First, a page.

On my seventeenth birthday, events began to unfold that would turn into the most significant struggle in my life, both physically and spiritually.

After having blood drawn for testing, I was found to have dramatically elevated liver enzyme levels that earned me a referral to Seattle Children’s Hospital. The symptoms that led up to that day were alarming: I had been suffering from medium grade fevers almost every other night for weeks and I had joint pain that was so severe that I couldn’t fully close my hand around a spoon to eat. This pain presented itself as swelling and stiffness, similar to the effects of arthritis, in the most major joints in my body.

At first the doctors didn’t know what to think. Their first thought was that I had developed rheumatoid arthritis, which, thankfully, wasn’t the case. My usage of a certain antibiotic that I was taking was stopped immediately. Further tests including ultrasounds, a liver biopsy, and more blood draws than I can remember led the doctors to diagnose me with drug-induced hepatitis and drug-induced lupus. They determined that my body had had an auto-immune reaction to the antibiotic and this was the result. The other problem was and continues to be that most people get well after stopping the medication. 

I didn't. 

The doctors at Children's Hospital and UW Medicine, where I am now being treated, said that I don't fit into any box they know.  One of the doctors at Children's told me she spent many sleepless nights doing research and only found four documented cases in the world like my condition, but she couldn't know the outcome because the research had ended.

The diagnosis process took months. During this time, my family would pray together every night, hoping that one day we’d have answers. Unfortunately, even with a diagnosis the truth was difficult to deal with. Initially, I was being bombarded with so many crazy things that I didn’t even have time to think about why it was happening. Since then I’ve been on a course of medication that stifles the symptoms in the hope that my body will recover on its own. The drug doesn’t always work and sometimes I have lingering joint pain.

Now I’m twenty-two and I’ve seen the symptoms go away completely for almost a year, but return in full strength almost two years ago. That event alone was hard to handle because it seemed like I had fully recovered. Now I often wonder if I will ever be completely healed.

Last summer I was in Boise, Idaho for an internship. I was many miles away from family and friends and even though I was attending church and a Resonate remote village, I began to feel incredibly isolated. Mars Hill’s Pastor Mark Driscoll was in the middle of a sermon series entitled, “Who Do You Think You Are?” Each sermon dealt with a separate place that we might find our identity other than Jesus and how we can retune our hearts to be aligned with Christ.

I remember my family recommending that I watch his specific sermon called I Am Afflicted, which addressed Christians who are suffering. Throughout the entire sermon it seemed like Pastor Mark was speaking directly to me. Since that night last summer, I’ve started to appreciate some important truths. It’s been a long process where I’ve grown a lot, but I believe this trial always has significant things to show me about who God is.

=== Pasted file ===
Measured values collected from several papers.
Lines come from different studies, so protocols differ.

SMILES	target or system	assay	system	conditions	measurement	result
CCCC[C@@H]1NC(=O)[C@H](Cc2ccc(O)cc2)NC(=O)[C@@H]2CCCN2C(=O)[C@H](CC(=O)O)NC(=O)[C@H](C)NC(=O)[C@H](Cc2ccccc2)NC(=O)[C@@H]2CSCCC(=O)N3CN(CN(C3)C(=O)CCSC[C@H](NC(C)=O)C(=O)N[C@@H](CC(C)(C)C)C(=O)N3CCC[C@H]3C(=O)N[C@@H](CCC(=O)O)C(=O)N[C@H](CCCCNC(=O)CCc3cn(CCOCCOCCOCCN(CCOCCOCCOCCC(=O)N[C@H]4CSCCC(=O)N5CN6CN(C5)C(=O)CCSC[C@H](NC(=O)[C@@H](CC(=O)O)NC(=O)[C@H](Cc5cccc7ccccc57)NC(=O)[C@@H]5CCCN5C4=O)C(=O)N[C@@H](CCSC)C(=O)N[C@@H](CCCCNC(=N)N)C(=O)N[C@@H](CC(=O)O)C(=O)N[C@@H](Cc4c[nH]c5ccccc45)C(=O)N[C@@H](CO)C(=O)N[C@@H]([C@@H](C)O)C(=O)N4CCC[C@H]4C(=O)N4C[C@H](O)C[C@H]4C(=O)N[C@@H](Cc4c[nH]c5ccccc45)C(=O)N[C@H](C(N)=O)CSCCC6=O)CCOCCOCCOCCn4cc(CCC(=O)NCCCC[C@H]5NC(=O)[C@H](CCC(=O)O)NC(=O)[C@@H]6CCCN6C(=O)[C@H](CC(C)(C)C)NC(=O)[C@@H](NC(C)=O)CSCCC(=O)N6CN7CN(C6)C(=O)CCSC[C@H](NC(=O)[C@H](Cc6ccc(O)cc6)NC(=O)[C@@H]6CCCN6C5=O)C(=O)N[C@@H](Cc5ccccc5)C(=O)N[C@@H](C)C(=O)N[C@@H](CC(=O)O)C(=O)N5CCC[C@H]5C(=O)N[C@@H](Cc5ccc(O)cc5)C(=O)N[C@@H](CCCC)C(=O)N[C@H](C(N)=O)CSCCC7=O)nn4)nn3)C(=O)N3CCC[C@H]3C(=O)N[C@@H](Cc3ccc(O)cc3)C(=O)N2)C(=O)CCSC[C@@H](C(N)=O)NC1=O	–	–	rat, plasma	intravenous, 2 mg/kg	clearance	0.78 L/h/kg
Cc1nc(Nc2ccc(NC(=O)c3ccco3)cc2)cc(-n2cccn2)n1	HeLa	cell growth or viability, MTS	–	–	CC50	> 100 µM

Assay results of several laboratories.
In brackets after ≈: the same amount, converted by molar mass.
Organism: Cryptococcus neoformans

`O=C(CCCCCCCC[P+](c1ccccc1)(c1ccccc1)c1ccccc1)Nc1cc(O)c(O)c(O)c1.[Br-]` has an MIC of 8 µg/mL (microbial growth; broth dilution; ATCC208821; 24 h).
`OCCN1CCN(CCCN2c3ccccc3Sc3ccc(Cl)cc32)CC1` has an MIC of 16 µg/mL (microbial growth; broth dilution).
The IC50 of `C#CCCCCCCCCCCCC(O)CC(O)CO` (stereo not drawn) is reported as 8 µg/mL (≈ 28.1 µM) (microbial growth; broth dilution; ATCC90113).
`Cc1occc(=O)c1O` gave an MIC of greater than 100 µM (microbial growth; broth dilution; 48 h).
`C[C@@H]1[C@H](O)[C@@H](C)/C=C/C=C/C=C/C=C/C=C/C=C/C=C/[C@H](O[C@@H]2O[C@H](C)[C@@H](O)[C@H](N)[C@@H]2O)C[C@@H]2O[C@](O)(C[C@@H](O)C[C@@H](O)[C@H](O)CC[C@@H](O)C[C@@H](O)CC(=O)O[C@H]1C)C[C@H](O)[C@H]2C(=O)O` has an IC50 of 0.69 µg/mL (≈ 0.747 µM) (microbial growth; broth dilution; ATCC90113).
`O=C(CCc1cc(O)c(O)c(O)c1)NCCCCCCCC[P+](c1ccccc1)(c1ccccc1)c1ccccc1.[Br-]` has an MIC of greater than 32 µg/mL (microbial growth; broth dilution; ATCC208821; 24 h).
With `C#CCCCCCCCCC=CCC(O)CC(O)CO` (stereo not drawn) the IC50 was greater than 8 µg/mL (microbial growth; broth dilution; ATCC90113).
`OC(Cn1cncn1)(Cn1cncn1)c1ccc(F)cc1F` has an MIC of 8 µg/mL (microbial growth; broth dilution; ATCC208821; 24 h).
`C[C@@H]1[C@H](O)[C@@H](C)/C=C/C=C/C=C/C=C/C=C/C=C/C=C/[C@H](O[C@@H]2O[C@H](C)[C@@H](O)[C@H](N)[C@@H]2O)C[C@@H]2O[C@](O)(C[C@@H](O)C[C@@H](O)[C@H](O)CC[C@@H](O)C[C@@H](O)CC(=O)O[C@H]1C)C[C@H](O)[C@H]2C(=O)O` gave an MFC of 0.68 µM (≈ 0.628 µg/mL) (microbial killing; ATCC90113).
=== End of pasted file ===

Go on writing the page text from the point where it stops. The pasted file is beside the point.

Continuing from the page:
I began to understand that we are called as Christians to identify with Jesus and the suffering He endured. I realized that in my suffering I’m able to draw closer to Him. His sacrifice on the cross to take on my sin is worth amazing celebration, and Isaiah 53 is a passage that I have found incredibly sobering. Jesus endured the most terrible trial of all to save me from death and to reconcile me with a perfect God. If my suffering can help me identify with Jesus’ suffering and push me to worship Him all the more while living this temporary life, then I’m all in.

Suffering takes many forms; it may be a health condition, sin, or a difficult life circumstances, but I’ve come to believe that suffering silently is wrong. In a community of believers, we are to share our burdens with each other, pray for one another, and even cry with one another. I am constantly being convicted in this regard, because I have a tendency to hold things inside so I don't burden others with what I carry daily. But I’ve since found, from the connections with my family and closest friends, that sharing the burden of your trial constitutes spiritual growth for everyone involved.

Trials are part of our walk with God. I have found myself in the toughest times when I feel like God is silent, only to realize later that it was the most significant time for growth in faith and maturity when He was the only constant. God’s wisdom surpasses mine infinitely, and as soon as I was able to trust that His plan is the best, I found it much easier to let go of the pain and mystery that this trial presented. The truth James speaks about is something I’m starting to understand through my suffering:

“Count it all joy, my brothers, when you meet trials of various kinds, for you know that the testing of your faith produces steadfastness. And let steadfastness have its full effect, that you may be perfect and complete, lacking in nothing.” James 1:2-4

Ultimately, I found that faith in the Lord’s sovereign plan is my greatest source of strength and hope in affliction. If you’re suffering, know that you’re not alone. Share it with others and don’t suffer silently. Maybe I will get better during my lifetime, but maybe not. One day however, I know everything will be healed.